Encouraging high school and mature students to consider law school
The Faculty of Law's annual See Yourself Here (SYH) open house had its largest turnout ever, with more than 170 attendees.
Students from high schools across the GTA, including the Peel and Durham school boards, in addition to undergraduate and mature students, filled the information and panel sessions on how to navigate the law school admission process, course offerings, financial aid options, experiential learning opportunities and the various legal careers available after graduation.
“I decided to come here [at SYH] to see what I might be doing in the future,” said Alexander Clarke, a high school student from Scarlett Heights Entrepreneurial Academy in Etobicoke. “I really loved it. I got a lot of insight, learned about different pathways, and got some experience in the mock trial which was really fun.”
Clarke said he was unaware of the combined JD/MBA program, and “I’m kind of looking forward to studying that for my future.”
The open house has grown over the last seven years to encourage high school, university and mature students from diverse economic and multicultural backgrounds – many who are first generation Canadian or the first to attend university in their family – to apply to law school.
Faculty, current students and alumni volunteered their time to participate in motivating speaker sessions, educational workshops, and a networking reception with attendees. Many attendees said the mock trial (pictured at right) was one of their favourite sessions.
Rosalie Minassian, an undergraduate student at the University of Toronto Scarborough said she was always interested in law, but wanted to hear first-hand from current students about law school life and the admission process.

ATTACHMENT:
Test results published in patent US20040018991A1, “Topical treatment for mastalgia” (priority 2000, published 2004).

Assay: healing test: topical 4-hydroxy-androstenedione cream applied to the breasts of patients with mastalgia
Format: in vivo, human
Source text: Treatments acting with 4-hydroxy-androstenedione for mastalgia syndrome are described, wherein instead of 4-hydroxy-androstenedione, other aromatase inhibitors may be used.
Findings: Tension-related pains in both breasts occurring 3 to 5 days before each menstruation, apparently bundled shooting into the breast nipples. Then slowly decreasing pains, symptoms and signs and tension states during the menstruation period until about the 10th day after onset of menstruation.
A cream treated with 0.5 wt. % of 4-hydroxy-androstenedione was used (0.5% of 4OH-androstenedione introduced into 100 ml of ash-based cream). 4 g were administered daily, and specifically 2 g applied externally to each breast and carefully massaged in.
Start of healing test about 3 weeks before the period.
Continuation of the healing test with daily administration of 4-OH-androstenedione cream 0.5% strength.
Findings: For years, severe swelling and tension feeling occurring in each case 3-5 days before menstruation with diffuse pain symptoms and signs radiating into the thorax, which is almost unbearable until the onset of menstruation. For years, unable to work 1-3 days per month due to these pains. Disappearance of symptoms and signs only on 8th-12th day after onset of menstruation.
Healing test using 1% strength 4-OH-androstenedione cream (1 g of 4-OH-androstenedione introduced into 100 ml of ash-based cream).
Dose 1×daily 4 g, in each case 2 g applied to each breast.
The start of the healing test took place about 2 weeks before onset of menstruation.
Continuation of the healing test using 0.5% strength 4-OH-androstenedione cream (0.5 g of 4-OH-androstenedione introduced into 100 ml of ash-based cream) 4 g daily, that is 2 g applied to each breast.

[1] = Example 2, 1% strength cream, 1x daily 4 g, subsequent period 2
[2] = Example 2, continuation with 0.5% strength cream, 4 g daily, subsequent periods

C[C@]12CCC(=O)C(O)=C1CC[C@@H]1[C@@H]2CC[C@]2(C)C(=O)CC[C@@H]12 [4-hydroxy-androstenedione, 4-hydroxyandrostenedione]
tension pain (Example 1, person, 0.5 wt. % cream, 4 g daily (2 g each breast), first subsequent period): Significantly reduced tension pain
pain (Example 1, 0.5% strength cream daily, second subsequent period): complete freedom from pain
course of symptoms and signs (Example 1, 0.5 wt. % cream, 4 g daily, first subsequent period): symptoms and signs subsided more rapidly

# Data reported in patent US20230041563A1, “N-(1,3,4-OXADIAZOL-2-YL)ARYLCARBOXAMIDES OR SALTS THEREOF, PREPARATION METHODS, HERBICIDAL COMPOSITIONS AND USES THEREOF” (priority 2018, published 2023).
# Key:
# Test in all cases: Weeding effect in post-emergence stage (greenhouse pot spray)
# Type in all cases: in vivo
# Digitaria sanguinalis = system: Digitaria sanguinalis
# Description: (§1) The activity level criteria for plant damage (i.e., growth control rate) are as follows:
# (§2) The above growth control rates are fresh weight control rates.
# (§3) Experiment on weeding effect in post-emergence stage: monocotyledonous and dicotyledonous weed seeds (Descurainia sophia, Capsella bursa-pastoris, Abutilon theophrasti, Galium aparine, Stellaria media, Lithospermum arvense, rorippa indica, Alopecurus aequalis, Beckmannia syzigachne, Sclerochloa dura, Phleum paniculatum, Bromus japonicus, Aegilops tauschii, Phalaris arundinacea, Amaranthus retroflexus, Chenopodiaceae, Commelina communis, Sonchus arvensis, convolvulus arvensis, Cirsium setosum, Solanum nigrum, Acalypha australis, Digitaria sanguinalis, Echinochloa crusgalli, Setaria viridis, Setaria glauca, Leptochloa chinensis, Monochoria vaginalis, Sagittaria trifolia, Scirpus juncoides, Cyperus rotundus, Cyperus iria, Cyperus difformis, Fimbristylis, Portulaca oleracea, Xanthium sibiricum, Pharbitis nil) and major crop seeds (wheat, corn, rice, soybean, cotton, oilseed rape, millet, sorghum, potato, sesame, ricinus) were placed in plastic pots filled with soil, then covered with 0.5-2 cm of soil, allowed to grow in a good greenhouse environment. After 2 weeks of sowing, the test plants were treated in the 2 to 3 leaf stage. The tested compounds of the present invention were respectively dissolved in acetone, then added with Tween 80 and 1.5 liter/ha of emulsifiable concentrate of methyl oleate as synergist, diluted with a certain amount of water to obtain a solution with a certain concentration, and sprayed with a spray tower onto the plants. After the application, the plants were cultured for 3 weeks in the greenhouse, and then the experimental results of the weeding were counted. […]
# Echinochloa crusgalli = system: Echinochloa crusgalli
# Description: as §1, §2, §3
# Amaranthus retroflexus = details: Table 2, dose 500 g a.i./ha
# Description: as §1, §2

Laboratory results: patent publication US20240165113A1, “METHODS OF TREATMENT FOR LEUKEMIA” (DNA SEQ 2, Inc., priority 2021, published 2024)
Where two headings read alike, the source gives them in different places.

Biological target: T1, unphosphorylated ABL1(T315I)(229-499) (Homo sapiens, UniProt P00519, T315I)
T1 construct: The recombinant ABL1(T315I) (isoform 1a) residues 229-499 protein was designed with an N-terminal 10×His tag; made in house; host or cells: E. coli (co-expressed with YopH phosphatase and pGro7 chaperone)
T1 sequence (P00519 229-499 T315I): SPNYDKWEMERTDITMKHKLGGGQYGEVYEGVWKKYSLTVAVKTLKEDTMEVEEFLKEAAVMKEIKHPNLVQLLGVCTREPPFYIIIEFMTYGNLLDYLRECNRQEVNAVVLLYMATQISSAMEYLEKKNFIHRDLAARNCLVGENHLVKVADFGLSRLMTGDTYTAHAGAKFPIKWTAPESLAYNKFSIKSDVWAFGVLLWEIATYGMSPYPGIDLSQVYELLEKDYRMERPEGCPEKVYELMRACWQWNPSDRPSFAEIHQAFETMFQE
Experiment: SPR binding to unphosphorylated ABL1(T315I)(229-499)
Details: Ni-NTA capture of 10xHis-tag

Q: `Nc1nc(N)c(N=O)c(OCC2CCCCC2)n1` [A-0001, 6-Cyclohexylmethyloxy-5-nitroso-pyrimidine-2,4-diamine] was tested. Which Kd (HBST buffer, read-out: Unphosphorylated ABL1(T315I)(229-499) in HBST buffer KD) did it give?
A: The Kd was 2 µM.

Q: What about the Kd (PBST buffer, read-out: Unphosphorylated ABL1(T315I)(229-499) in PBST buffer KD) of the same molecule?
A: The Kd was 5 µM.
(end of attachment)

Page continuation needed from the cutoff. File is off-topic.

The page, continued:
“I was already excited before I came here, but hearing their experiences has been very inspirational for me,” said Minassian, who is studying political science and city studies. “To hear that some alumni came from different university backgrounds and from low-income families has inspired me even more.”
That’s exactly why second-year law student Ash-Leigh Lewandowski volunteered for See Yourself Here. “It’s a good opportunity to talk about the law school to prospective students, and give them insight to how diverse the trajectory to get here really is. It’s good for them to know that law school can be an option for them.”
See Yourself Here had special meaning to Cindy Yi because she attended the event as an undergraduate. She remembered all the questions she had about applying to law school yet didn’t know whom to ask.
“I remember it all crystallized for me when I came to U of T law school and talked to law students. It became a dream for me to attend the Faculty of Law.”
For Nadia Zaman, the significance of diversity in the law school extends beyond these campus walls.
“Diversity is very important as well in the legal profession, and I think it starts right here.…To have people available to talk to and get a feel of what law school might be like, and receive encouragement to apply is very important.”
Yi agreed. “It makes a big difference to see a person right where you want to be.”
As for UTSC student Minassian, she’s more than ready to start the application process. “110 percent!”